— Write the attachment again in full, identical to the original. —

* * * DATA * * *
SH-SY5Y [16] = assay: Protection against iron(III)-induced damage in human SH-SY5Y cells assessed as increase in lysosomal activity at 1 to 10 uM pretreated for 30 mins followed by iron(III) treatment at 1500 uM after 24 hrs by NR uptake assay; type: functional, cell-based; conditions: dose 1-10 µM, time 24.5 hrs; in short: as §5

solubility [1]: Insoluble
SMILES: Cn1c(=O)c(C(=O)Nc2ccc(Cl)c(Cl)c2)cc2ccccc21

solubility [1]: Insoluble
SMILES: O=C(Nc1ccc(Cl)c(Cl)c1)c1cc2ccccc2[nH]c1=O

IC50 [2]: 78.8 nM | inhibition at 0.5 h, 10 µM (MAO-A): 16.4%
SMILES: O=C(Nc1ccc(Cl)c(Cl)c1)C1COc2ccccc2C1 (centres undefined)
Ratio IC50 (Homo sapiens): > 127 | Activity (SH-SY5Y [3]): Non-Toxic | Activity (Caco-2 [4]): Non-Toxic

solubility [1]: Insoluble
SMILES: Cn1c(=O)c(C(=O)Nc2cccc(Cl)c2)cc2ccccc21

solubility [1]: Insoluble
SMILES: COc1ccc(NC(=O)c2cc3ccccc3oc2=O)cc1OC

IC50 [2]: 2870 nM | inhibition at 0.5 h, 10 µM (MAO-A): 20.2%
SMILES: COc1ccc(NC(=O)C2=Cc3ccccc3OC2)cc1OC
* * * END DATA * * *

SH-SY5Y [16] = assay: Protection against iron(III)-induced damage in human SH-SY5Y cells assessed as increase in lysosomal activity at 1 to 10 uM pretreated for 30 mins followed by iron(III) treatment at 1500 uM after 24 hrs by NR uptake assay; type: functional, cell-based; conditions: dose 1-10 µM, time 24.5 hrs; in short: as §5

solubility [1]: Insoluble
SMILES: Cn1c(=O)c(C(=O)Nc2ccc(Cl)c(Cl)c2)cc2ccccc21

solubility [1]: Insoluble
SMILES: O=C(Nc1ccc(Cl)c(Cl)c1)c1cc2ccccc2[nH]c1=O

IC50 [2]: 78.8 nM | inhibition at 0.5 h, 10 µM (MAO-A): 16.4%
SMILES: O=C(Nc1ccc(Cl)c(Cl)c1)C1COc2ccccc2C1 (centres undefined)
Ratio IC50 (Homo sapiens): > 127 | Activity (SH-SY5Y [3]): Non-Toxic | Activity (Caco-2 [4]): Non-Toxic

solubility [1]: Insoluble
SMILES: Cn1c(=O)c(C(=O)Nc2cccc(Cl)c2)cc2ccccc21

solubility [1]: Insoluble
SMILES: COc1ccc(NC(=O)c2cc3ccccc3oc2=O)cc1OC

IC50 [2]: 2870 nM | inhibition at 0.5 h, 10 µM (MAO-A): 20.2%
SMILES: COc1ccc(NC(=O)C2=Cc3ccccc3OC2)cc1OC